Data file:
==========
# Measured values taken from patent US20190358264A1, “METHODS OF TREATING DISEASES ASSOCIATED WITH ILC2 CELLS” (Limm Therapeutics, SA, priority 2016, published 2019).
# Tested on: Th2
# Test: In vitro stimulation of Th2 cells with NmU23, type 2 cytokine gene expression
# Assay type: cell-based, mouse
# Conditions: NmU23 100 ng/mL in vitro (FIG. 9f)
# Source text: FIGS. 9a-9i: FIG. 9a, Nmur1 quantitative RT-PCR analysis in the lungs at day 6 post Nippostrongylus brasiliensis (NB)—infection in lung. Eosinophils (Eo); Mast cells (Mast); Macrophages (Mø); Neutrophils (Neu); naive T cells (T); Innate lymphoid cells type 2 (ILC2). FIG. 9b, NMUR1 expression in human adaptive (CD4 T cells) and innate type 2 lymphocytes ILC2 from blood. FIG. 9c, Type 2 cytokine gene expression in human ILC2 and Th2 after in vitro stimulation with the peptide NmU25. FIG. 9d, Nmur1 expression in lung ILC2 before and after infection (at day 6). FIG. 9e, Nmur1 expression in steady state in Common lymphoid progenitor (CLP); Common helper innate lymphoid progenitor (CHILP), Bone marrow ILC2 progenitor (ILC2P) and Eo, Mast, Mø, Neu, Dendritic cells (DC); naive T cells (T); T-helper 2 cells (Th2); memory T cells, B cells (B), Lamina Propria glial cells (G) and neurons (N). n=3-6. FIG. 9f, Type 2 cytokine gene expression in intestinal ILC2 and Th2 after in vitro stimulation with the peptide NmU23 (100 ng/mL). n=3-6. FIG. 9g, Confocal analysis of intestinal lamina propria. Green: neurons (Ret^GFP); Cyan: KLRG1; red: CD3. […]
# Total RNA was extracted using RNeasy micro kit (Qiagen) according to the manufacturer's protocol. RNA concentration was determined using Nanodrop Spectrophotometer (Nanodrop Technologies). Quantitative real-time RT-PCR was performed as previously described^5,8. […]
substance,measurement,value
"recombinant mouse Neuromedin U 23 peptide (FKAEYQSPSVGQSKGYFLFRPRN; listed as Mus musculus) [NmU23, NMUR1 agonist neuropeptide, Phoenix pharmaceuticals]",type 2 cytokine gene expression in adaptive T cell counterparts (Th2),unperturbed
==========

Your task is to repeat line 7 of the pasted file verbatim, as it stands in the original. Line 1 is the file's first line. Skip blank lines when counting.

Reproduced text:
# Total RNA was extracted using RNeasy micro kit (Qiagen) according to the manufacturer's protocol. RNA concentration was determined using Nanodrop Spectrophotometer (Nanodrop Technologies). Quantitative real-time RT-PCR was performed as previously described^5,8. […]